I'm moved to wonder, though, and not for the first time, why Waugh felt the need to spend so much time on them in the first place. After all, the nineteenth century gave us plenty of good novels about characters striving to find their proper place in society, and he doesn't seem particularly interested in their inner lives. Since Waugh's socialites are a tiny, unrepresentative portion of an already tiny upper class, it's curious that Waugh should choose them to illustrate Britain's experience in World War II, or any aspect of twentieth century society. I suspect, again, that the author's attitude toward them might have been motivated by personal spite, even when his creations are trying, in their limited, self-centered ways, to do their best for king and country. ( )
1 vote TheAmpersand | Oct 26, 2011 |
Showing 1-5 of 11 (next | show all)
For my money, Waugh is the greatest stylistic craftsman of the 20th century. Tone-deaf to music, he was pitch-perfect when it came to the music of the English language. I love the limpidness of his writing, its shocking clarity. Put Out More Flags is as tightly constructed — point and counterpoint — as a baroque fugue.
[Put Out More Flags} is the best record I have read of England in the first year of the Second War. In it, at the very height of his powers, Waugh somehow fuses the savage, deadly comedy of his earlier books with the ominous seriousness of his later ones. . . . If I'm not mistaken, Put Out More Flags is the greatest of Evelyn Waugh's great novels. As such, it deserves to be revived and reread as long as we read English
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A man getting drunk at a farewell party should strike a musical tone, in order to strengthen his spirit . . . and a drunk military man should order gallons and put out more flags in order to increase his military splendour.

--Chinese Sage, quoted and translated by Lin Yutang in The Importance of Living.

A little injustice in the heart can be drowned by wine; but a great injustice in the world can be drowned only by the sword.

--Epigrams of Chang Ch'ao; quoted and translated by Lin Yutang in The Importance of Living.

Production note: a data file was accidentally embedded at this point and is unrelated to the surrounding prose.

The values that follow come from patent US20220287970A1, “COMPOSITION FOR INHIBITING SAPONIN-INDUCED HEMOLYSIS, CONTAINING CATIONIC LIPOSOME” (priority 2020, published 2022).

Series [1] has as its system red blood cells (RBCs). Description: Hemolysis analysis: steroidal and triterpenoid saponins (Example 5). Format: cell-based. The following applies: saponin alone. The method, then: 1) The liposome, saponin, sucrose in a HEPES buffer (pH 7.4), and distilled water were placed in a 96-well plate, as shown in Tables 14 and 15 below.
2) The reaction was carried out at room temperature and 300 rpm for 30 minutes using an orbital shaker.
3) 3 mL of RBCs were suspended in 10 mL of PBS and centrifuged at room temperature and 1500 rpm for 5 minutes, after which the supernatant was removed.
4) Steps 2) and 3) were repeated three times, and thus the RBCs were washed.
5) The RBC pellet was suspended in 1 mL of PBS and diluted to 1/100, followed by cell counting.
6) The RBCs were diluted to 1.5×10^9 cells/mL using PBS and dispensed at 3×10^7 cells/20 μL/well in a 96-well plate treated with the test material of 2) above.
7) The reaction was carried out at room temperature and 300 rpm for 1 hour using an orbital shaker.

To Randolph Churchill
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In the week which preceded the outbreak of the Second World War -- days of surmise and apprehension which cannot, without irony, be called the last days of "peace" -- and on the Sunday morning when all doubts were finally resolved and misconceptions corrected, three rich women thought first and mainly of Basil Seal.
[Spoken by Ambrose Silk:]
"To the Chinese scholar the military hero was the lowest of human types, the subject for ribaldry. We must return to Chinese scholarship."

[Thought by Cedric Lyne:]
The great weapons of modern war did not count in single lives; it took a whole section to make a target worth a burst of machine-gun fire; a platoon or a motor lorry to be worth a bomb. No one had anything against the individual; as long as he was alone he was free and safe; there's danger in numbers; divided we stand, united we fall, thought Cedric, striding happily towards the enemy, shaking from his boots all the frustration of corporate life. He did not know it but he was thinking exactly what Ambrose had thought when he announced that culture must cease to be conventual and become coenobitic.
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Based on Evelyn Waugh's own time as a soldier, this novel is a painfully funny satire on the military establishment.